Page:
BOOK: The Enneagram: A Christian Perspective – R. Rohr & A. Ebert
► TWOS – Helpers / Caretakers
Dealing with Emotions: 2s are the most externalized, focusing their grief & shame outwardly. They over-express positive aspects of their heart – at the expense of being real, so it’s an incomplete or false connection. However, they get a lot out of giving of themselves & conforming to the needs of others
Shame: 2s compensate by denying hostility, trying always to act out an idealized image (good girl/good boy). They feel shame with confronts with any form of disapproval, because they want so badly to be loved.
The try to control shame by working very hard to convince themselves & others of being totally virtuous
They only allow themselves pleasant emotions & thoughts toward others, while repressing ‘ugly’ ones (anger & resentment for not being appreciated) – denying they may not be so unconditionally loving
— As long as 2s can get positive emotional responses from others, they feel acceptable, which helps control their shame
The positive emotion for 2s is a great capacity for empathy and care in relationships. Others naturally respond well to their warmth & friendliness, inviting a connection to the heart center where everyone is valued.
Their virtue is humility – not devaluing oneself, but realizing ones true measure & worth, without inflation or deflation – by the balance between giving & receiving
► THREES – Achievers / Performers
Dealing with Emotions: at the core of the triad, 3s are most out of touch with their heart-feelings, which are suspended so they can = make a good impression = get the job done, & = act as or become someone they believe will make the greatest impression or win the greatest accolades.
So they need to repress shame & grief, making it hard to know directly what they want or could own as theirs alone (needs, gifts, dreams, wants….)
Shame: they deny shame by disconnecting from their heart, hiding from underlying sense of inadequacy, then trying to fill the gap by ‘being’ what they achieve.
They do feel shame (but don’t recognize it as such) with any form of rejection, because they so want to be desirable.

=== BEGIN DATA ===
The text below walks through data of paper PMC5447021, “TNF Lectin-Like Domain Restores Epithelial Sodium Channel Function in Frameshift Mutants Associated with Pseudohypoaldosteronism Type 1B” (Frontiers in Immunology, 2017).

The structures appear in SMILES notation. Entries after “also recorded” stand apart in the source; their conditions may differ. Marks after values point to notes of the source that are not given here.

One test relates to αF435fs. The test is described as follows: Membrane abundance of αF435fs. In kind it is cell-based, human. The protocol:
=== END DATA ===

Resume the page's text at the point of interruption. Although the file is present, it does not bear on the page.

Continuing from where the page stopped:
3s focus on accomplishing tasks & ‘managing’ shame by trying to become what they imagine a valuable, successful person is like. They learn to perform well & be acceptable, even outstanding, often driven to relentlessly pursue success as a way of staving off feelings of shame & fear of failure
NOTE: Healthy 3s – bonding with a loving mother : are the most authentic people. Self-actualized 3s attract others with a magnetic personality
Unhealthy – bonding with a narcissistic mother : become sham artists to hide an undeveloped soul. Hard-driving achievers, they claw their way to the top & crow when they get there, but their own narcissism drives others away
(ARTICLE by a Christian Type 3)
► FOURS – Individualists
Dealing with Emotions: 4s under-expressing their connecting-heart, & focus their grief & shame inward. They have an artistic temperament, a love for aesthetics & are intense about everything – absorbed in their inner life, but away from their true feelings
Shame: they try to control their shame by shoving hostility so deep – they never find it. But they do experience it when they don’t feel like belong or are criticized or nor belonging somewhere, because they’re so afraid of being defective.
Being the most likely to feel inadequate, they compensate by focusing on how unique & special their style, emotions & talents are
4s also cover shame by cultivating a rich, romantic fantasy life to escape dealing with ‘reality’ – whatever seems drab or uninteresting – using dramatic emotions & imagination to soothe themselves, & fill in the Self they’re think is missing.(More….)
The positive emotion for 4s is authenticity, to feel their true feelings whatever it takes. They can empathize with other’s suffering & grief, as well as their happiness. Their virtue is equanimity – the capacity to keep the heart open, accepting all feelings while staying grounded in the goodness of life. (More…..)
NEXT: Ennea-EMOTIONS #2a